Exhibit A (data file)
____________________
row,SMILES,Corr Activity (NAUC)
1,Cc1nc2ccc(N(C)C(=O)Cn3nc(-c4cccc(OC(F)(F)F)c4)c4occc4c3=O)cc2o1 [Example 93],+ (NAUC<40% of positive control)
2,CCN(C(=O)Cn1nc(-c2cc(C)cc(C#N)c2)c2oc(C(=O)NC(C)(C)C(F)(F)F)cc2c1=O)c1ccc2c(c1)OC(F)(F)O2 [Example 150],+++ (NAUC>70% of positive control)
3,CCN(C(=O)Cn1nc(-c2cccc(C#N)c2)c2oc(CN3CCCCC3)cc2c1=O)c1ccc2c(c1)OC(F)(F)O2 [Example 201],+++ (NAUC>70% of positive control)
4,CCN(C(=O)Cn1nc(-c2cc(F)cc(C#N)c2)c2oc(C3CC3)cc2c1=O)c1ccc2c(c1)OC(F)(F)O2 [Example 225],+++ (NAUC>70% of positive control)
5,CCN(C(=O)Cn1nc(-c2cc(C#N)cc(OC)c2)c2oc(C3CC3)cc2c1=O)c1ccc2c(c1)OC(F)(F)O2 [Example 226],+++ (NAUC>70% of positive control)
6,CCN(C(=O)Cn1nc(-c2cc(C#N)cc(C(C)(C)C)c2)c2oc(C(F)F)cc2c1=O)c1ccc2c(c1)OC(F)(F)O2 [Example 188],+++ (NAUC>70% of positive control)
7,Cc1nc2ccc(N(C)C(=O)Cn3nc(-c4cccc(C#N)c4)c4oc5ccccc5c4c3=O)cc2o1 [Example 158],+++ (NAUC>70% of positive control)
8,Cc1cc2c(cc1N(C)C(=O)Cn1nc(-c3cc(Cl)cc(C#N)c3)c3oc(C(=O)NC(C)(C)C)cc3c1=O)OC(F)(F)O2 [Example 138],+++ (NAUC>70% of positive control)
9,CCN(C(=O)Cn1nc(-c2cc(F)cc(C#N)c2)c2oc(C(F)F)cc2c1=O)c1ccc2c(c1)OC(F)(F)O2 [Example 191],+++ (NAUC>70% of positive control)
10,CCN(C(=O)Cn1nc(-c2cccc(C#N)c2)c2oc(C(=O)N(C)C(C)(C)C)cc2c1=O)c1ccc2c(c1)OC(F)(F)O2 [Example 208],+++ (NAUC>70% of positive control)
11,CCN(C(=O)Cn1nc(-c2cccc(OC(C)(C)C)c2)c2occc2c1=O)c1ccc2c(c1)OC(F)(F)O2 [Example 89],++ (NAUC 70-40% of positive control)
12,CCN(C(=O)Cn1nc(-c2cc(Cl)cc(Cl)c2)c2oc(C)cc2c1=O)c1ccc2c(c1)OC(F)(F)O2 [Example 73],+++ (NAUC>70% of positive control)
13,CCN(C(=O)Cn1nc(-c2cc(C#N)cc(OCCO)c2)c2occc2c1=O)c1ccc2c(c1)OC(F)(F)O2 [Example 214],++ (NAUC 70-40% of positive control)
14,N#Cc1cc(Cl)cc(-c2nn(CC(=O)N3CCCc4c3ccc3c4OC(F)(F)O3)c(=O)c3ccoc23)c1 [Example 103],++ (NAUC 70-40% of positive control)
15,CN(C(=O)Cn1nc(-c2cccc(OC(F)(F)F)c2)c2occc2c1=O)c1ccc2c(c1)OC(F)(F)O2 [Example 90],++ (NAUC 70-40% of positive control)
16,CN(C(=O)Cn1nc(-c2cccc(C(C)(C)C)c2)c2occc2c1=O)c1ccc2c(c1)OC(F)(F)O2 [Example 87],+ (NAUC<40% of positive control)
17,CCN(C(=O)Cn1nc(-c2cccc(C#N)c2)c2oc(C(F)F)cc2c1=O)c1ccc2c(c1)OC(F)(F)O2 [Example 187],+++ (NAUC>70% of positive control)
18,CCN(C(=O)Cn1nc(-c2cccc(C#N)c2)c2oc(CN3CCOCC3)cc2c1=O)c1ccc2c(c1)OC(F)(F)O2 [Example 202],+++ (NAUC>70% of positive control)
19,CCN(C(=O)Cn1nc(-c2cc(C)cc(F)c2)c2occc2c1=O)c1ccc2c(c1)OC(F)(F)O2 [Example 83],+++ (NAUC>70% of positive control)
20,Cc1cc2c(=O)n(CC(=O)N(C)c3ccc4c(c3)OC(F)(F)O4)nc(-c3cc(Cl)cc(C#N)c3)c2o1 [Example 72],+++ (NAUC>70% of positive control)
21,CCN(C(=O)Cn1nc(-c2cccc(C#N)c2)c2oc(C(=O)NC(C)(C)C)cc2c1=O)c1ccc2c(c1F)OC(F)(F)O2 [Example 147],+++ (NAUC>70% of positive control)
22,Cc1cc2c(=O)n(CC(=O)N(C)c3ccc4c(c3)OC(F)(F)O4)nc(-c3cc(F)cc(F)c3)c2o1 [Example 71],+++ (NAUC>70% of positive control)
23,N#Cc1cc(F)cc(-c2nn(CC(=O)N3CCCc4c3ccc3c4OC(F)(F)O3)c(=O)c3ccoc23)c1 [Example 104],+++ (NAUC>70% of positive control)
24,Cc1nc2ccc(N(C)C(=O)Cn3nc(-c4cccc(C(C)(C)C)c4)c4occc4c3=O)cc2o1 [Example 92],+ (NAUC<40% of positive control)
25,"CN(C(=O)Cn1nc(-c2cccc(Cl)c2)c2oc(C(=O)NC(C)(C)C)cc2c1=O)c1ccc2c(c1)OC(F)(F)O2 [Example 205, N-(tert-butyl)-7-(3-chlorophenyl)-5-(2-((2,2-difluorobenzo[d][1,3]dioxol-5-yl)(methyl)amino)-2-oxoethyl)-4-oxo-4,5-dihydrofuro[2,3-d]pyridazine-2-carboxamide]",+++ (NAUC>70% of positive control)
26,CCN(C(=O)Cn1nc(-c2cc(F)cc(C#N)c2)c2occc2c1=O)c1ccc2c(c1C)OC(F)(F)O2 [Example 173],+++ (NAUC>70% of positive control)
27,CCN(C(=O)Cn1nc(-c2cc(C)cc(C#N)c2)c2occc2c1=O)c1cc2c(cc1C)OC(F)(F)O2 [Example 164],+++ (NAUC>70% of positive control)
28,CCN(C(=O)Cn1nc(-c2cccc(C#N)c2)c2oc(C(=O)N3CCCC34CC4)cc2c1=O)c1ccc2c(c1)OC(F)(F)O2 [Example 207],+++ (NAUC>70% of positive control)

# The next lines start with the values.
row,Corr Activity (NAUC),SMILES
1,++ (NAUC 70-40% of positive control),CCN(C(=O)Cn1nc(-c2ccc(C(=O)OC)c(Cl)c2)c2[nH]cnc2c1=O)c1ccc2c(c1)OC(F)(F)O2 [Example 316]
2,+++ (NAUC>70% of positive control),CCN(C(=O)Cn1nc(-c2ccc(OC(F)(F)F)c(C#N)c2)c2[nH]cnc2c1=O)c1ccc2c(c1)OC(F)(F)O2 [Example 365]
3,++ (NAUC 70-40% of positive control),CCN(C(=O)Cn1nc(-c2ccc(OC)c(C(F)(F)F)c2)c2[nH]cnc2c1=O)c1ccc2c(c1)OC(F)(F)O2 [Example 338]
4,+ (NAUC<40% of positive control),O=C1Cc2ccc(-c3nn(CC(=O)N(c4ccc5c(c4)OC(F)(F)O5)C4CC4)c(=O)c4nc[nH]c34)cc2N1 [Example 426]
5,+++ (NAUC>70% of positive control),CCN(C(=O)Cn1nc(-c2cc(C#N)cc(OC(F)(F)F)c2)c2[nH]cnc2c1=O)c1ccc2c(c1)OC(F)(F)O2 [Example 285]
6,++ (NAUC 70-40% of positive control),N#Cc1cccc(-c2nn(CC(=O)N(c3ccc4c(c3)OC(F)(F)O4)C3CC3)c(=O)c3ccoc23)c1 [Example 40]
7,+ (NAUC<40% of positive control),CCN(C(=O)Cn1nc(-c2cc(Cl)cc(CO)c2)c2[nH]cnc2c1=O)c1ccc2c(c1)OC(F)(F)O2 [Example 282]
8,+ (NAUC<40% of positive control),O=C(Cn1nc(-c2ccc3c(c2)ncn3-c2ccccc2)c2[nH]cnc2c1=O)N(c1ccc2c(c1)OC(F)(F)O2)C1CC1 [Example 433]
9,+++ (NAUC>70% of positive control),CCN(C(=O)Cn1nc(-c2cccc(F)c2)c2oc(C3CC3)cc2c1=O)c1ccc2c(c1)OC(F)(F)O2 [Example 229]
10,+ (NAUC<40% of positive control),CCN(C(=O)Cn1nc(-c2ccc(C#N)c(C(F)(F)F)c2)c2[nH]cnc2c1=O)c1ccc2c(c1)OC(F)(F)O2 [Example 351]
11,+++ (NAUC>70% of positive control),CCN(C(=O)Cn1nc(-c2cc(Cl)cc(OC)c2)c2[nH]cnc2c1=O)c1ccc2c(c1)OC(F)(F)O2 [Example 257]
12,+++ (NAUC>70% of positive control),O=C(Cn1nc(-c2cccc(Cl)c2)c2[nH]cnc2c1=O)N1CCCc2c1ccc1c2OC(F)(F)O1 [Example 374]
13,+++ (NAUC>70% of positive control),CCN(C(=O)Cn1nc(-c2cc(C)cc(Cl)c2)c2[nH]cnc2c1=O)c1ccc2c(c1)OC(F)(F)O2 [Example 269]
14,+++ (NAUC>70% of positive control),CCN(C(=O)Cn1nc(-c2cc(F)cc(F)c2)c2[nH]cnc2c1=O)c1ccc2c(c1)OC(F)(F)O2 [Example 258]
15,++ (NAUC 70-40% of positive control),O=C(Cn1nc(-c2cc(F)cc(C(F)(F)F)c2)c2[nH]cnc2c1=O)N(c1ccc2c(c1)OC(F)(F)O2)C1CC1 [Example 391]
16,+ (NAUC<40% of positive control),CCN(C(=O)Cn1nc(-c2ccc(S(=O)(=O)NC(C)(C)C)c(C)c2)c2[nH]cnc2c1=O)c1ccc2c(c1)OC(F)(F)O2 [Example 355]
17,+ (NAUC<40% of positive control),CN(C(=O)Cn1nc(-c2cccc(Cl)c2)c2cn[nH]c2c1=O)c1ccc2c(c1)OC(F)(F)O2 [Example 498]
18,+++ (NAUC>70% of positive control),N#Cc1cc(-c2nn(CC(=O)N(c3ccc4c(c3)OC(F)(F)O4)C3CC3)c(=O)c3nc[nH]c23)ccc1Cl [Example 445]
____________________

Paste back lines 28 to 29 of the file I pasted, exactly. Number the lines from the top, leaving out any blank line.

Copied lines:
27,CCN(C(=O)Cn1nc(-c2cc(C)cc(C#N)c2)c2occc2c1=O)c1cc2c(cc1C)OC(F)(F)O2 [Example 164],+++ (NAUC>70% of positive control)
28,CCN(C(=O)Cn1nc(-c2cccc(C#N)c2)c2oc(C(=O)N3CCCC34CC4)cc2c1=O)c1ccc2c(c1)OC(F)(F)O2 [Example 207],+++ (NAUC>70% of positive control)